After what is termed as a “dress rehersal” yesterday night succeeded, Chandrayaan-1’s countdown should have started up today morning. I think what they are referring to as a dress rehersal is going through all the steps of the launch right up to the final step without actually launching the launch vehicle (just a fancy technical name for a rocket with a payload). Things have now moved into their final phase.
Space bloggers like Emily Lakdawalla is claiming the difficulty in getting images of Chandrayaan I online. It might be difficult to see a total lack of images or information after being used to bombarded with information via websites and mailing lists. ISRO doesn’t have a good website or a good mailing list. ISRO’s Chandrayaan I website may have been well designed but it hasn’t been updated for the past 17 months.
One of the claims that this mission was supposed to do, was to encourage excitement among the younger generation for the space sciences. This was iterated several times by the Prime Minister himself. Looking at the number of people online today, I believe that ISRO should have presented their stuff online in a much more better way than has been done. For this historic launch too, everything has been left for the media to piece and stitch together. I believe mediapersons were given a grand tour of the launch site at Sriharikota, but nothing significant has come out of it.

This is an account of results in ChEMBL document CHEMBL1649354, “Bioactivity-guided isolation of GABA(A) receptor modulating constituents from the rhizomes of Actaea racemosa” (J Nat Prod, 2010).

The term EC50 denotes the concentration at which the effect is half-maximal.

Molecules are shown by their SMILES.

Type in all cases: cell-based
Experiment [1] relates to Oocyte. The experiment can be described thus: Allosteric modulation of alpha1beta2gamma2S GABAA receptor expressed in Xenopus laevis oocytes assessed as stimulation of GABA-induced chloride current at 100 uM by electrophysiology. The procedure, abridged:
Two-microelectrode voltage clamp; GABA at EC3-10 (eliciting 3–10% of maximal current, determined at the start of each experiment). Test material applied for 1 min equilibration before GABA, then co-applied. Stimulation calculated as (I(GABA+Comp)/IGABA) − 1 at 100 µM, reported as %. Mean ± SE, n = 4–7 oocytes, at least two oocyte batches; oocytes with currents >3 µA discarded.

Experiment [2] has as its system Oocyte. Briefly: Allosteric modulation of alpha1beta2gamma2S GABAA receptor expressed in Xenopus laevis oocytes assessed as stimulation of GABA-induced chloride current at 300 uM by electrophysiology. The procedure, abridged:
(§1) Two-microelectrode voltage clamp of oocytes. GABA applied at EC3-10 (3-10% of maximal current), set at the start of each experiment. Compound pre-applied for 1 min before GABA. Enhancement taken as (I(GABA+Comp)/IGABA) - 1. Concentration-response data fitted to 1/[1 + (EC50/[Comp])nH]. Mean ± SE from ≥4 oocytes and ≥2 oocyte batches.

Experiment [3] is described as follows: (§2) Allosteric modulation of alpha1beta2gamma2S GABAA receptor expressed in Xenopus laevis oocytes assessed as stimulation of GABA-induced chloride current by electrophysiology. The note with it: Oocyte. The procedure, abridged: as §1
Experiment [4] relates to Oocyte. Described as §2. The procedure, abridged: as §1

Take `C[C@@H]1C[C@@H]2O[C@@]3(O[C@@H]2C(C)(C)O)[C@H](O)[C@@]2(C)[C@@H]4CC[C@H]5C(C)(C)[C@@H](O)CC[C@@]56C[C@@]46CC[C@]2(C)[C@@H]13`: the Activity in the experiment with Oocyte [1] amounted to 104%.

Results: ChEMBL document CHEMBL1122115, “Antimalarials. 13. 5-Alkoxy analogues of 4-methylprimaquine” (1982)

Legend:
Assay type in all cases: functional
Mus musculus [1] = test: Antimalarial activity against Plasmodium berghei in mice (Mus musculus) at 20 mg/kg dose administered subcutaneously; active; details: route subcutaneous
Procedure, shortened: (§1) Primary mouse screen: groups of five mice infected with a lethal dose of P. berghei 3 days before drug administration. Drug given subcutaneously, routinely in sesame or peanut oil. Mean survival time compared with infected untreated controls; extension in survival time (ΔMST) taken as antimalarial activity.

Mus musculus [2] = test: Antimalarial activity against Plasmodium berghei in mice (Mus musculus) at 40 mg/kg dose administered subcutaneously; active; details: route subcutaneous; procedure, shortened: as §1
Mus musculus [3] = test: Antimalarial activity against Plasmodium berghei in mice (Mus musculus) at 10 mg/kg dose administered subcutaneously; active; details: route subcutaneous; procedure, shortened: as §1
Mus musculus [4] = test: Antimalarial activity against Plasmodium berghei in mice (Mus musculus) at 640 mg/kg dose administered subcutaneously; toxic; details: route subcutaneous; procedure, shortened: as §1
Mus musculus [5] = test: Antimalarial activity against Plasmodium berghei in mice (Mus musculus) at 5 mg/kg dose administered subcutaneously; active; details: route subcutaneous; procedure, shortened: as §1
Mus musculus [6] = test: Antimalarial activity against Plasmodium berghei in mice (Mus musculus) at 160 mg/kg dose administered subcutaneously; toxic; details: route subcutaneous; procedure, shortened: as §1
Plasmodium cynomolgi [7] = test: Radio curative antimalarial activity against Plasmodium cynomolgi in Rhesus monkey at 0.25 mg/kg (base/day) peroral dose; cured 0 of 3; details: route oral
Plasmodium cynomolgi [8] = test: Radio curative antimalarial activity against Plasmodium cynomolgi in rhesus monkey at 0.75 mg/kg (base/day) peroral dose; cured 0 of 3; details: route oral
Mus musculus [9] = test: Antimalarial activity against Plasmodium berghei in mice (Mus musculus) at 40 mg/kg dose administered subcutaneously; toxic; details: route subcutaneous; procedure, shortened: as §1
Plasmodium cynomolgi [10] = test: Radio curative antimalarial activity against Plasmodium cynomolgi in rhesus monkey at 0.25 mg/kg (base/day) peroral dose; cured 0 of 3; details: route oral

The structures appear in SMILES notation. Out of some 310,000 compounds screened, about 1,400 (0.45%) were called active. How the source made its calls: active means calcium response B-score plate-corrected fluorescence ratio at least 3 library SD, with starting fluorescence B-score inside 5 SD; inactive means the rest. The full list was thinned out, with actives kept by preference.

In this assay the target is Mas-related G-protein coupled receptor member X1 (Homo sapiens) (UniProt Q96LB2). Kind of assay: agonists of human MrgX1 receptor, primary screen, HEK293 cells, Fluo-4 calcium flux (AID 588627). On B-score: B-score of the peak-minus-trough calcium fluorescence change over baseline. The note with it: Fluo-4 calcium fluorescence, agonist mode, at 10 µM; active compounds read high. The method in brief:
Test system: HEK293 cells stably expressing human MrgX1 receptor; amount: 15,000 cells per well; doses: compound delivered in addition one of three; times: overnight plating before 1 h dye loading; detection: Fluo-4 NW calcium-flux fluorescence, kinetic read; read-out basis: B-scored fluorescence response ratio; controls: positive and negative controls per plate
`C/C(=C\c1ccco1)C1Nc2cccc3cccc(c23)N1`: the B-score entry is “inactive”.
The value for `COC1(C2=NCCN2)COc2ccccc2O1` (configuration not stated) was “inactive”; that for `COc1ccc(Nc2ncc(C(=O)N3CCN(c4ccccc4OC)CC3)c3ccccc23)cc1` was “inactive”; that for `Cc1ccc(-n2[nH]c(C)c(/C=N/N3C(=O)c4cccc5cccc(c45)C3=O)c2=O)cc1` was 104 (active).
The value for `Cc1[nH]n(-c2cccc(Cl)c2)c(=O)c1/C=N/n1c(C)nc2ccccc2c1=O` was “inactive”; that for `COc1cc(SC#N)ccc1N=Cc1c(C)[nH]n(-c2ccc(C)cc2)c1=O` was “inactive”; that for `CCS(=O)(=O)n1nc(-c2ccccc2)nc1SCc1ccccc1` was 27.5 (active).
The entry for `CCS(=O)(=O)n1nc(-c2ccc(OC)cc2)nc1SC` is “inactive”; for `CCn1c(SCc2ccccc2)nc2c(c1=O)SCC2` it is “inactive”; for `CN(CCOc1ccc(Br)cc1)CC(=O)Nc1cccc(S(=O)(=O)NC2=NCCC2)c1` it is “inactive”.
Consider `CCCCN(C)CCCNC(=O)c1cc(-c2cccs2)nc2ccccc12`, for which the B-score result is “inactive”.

In the CitizenSpace efforts to popularize Chandrayaan I launch, my friend, Raghunandan (Planetary Society, India) constant pleas for material on Chandrayaan almost fell on deaf ears. The electronic data that he now has in his hands is, in his words, “quite awesome”. He is now in transit, trying to get an unofficial glimpse of the Chandrayaan I launch. He hasn’t been able to put the content online but will be happy to forward the material to you after the launch. Catch him on his email id – planetarysocietyindia (at) gmail (dot) com.